American progressives are still in denial about energy policy [Mark Hertsgaard, “The Cancún Compromise,” Jan. 3]. Even The Nation publishes commentary about climate change without acknowledging that there are millions of people in the world who need to increase their use of energy in order to live with some measure of dignity. Terms like “fuel poverty,” “energy poverty” and “energy justice” are seldom seen in US publications. In the 1930s, the left fought for electrification and enlightenment. Voters were excited about energy justice. Nowadays, self-styled liberals throw cold water on the world, saying, “Stop wasting energy. Turn out the lights.” If this is liberalism, Thomas Malthus and Ebenezer Scrooge were liberal prophets. Bah, humbug.
Robert F. Murphy
Tiptoeing the Af-Pak Tightrope
Anatol Lieven’s analysis of the Afghan/Pakistani puzzle, “How the Afghan Counterinsurgency Threatens Pakistan” [Jan. 3], is among the very best I have seen. He mentions one important variable I haven’t noticed elsewhere regarding Pakistan’s reluctance to suppress the North Waziristan Afghan Taliban, who use this border region as their rear area bolt-hole. Beyond the more recognized desire of the Pakistanis to preserve the Afghan Taliban as a rear reserve force for possible conflict with India, Lieven mentions that such a military move would be so unpopular as to create a grave government crisis. And he is right to argue that developments in Pakistan are far more important to US and Western security in the long run.
Another point, perhaps speculative but worth concern: President Karzai may be unenthusiastic and even foot-dragging about the fundamental US goal of “standing up” the Afghan army (and police) to take on the Taliban. Aside from the questionable cultural mechanics of the Afghan army’s training, Karzai may suspect, and fear, the loyalty and motivation of a large semimodern army largely made up of recruits from the non-Pashtun minorities. Past coups still echo.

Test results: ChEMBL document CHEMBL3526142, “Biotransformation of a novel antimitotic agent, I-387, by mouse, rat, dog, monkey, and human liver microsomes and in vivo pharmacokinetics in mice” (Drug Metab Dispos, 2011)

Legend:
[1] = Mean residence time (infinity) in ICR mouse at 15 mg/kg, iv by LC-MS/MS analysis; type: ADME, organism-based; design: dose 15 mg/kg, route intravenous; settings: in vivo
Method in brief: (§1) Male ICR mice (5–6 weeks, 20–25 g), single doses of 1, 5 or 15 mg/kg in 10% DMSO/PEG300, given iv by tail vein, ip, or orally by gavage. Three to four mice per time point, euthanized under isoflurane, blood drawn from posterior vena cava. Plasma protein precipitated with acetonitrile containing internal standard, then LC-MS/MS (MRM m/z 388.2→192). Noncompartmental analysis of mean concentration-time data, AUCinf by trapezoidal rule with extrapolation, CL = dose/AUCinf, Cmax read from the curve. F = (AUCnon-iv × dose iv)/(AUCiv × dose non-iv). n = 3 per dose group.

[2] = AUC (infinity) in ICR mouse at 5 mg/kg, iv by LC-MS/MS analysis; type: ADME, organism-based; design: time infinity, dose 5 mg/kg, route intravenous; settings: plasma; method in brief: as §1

In the face of somber analyses on “unwinnability,” President Obama is sending in 1,200 more troops to keep fighting during the winter off-season, perhaps to catch the Taliban hibernating or as an easy way to occupy vacated land. This sounds like one of the serial gimmicks General Petraeus keeps pulling out of the “throw it against the wall” bag of bootless ideas, perhaps for a meager but meaningless uptick in Taliban casualties.
Copyright? How Quaint
What is most disheartening about the letters [“Exchange,” Dec. 27] published in response to “The Pirate’s Prophet” [Nov. 15] and the piece itself is that the whole conversation takes for granted that no kind of culture worth having could grow or survive in the absence of copyright, the free market, the profit motive. Is this really the sine qua non of the artistic impulse, of the human spirit? This seems to be the animating principle of this argument, which has found a strange berth in The Nation. Or is merely to ask such a question hopelessly naïve, “anarchistic” or, most shameful, “romantic”? And how is it that these terms (in various dreary permutations) pass for reasoned argument, as though they were shorthand for some unassailable argument or commonplace of everyday wisdom that only fools such as I could possibly be unaware of?